Prevent Fraud by Segregating Financial Duties - dummies

Prevent Fraud by Segregating Financial Duties

By Kenneth Boyd, Lita Epstein, Mark P. Holtzman, Frimette Kass-Shraibman, Maire Loughran, Vijay S. Sampath, John A. Tracy, Tage C. Tracy, Jill Gilbert Welytok

Segregation of duties is a fraud-prevention strategy that assigns various steps in a financial transaction to different people in the organization. For example, organizations that want to discourage fraud segregate the following three duties for cash transactions:

  • Custody of assets: Person A has physical custody of (access to) the assets. For cash, Person A has the checkbook. For equipment, Person A has the keys to the equipment room.

  • Authority over assets: Person B has authority to move assets — to sign checks or sign out equipment for company use.

  • Responsibility to record transactions: Person C makes the accounting entries for cash, debiting cash for deposits and crediting cash when Person A writes checks and Person B signs them.

If any one person has two or more of these duties, transactions are more vulnerable to fraud. If the person is in charge of all three duties, she can write a check, sign it, and record the transaction without anyone else in the organization knowing about it. The fraud may continue for years before it’s detected.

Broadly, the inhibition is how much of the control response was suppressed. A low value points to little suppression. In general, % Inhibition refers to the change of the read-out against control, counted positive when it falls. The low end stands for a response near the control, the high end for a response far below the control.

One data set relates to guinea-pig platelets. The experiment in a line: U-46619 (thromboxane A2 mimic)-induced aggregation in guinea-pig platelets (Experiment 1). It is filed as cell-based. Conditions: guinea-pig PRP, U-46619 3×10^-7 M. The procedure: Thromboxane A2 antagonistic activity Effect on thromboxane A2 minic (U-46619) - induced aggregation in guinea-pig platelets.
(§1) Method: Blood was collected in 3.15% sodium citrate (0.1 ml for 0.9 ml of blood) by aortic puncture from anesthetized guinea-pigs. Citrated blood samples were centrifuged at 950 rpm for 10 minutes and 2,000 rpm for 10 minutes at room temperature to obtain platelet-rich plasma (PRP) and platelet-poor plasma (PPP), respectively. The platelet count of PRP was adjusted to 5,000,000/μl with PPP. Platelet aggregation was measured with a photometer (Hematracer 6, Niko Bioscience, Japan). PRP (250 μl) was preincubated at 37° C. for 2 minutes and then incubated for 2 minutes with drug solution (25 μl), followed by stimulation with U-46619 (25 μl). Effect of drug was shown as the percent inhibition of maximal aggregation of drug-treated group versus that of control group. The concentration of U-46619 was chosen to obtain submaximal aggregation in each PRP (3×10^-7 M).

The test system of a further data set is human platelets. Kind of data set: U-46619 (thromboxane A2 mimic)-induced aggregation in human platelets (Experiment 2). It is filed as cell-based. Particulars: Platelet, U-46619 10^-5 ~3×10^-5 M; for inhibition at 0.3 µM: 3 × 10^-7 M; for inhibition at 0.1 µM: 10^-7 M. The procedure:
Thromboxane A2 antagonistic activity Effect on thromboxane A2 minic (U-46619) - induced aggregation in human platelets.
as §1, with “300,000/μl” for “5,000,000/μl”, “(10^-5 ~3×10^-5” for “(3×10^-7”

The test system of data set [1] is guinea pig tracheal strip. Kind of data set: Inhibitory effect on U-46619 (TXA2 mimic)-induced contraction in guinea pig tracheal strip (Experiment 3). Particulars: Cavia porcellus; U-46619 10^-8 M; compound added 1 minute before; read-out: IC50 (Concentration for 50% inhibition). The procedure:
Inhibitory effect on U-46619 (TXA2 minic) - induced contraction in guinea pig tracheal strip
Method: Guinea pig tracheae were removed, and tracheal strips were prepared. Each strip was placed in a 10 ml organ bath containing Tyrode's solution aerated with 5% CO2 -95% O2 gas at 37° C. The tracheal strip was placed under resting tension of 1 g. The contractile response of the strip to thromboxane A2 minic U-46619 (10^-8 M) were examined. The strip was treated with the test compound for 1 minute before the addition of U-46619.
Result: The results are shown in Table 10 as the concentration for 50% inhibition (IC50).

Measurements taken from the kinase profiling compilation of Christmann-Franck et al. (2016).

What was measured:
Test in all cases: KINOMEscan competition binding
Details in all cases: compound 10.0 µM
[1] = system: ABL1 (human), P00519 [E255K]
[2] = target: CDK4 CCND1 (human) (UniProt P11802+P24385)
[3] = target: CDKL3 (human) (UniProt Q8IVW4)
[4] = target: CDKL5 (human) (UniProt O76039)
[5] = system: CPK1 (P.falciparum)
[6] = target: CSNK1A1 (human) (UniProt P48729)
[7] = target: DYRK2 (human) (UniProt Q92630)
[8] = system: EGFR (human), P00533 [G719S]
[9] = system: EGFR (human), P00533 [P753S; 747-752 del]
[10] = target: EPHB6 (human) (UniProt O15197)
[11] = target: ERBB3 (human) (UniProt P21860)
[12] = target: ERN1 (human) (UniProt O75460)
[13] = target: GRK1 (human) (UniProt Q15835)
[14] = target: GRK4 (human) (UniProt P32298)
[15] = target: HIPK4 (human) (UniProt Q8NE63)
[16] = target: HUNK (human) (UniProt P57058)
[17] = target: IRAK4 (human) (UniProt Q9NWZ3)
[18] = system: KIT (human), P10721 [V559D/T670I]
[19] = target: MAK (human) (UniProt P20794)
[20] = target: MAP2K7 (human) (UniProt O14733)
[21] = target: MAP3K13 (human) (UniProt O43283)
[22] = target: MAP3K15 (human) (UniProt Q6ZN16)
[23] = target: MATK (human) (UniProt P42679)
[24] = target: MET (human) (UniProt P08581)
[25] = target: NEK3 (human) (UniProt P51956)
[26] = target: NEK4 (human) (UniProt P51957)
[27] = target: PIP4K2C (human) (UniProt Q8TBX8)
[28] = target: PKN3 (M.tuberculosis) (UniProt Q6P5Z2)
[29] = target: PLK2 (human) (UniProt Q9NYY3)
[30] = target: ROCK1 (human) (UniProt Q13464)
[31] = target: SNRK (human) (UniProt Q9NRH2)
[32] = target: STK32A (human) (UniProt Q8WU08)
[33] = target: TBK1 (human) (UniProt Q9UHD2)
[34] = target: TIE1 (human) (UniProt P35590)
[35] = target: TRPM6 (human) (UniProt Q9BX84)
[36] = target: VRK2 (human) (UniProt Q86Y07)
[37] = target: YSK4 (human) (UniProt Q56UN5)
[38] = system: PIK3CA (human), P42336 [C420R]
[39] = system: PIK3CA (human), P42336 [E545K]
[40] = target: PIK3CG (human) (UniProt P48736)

For example, a city in the Midwest didn’t segregate duties for cash transactions. As a result, its controller was able steal tens of millions of dollars over a 12-year period before getting caught.

The controller was able to:

  • Open an account with a fictitious company name and an address of the controller’s choosing. (Segregation of duties couldn’t have prevented this.)

  • Write and sign checks from the city’s accounts payable to this fictitious company.

  • Post accounting entries to the city’s accounting records, which implied that the payments were for legitimate products or services.

If the duties of writing and signing the checks had been assigned to different people, Person B may have wondered what the payments were for before signing off on them. If a third person had been in charge of reconciling the bank account, that Person C may have noticed the large number of checks paid to the fictitious company and asked, “Why are we making all these payments? What are we paying for?” That’s usually how this fraud is caught.

In this case, the jig was up when the controller went on vacation. Another accountant who took on the duties of the controller noticed the large amount of activity with the fictitious company. By then, however, millions of dollars had been stolen.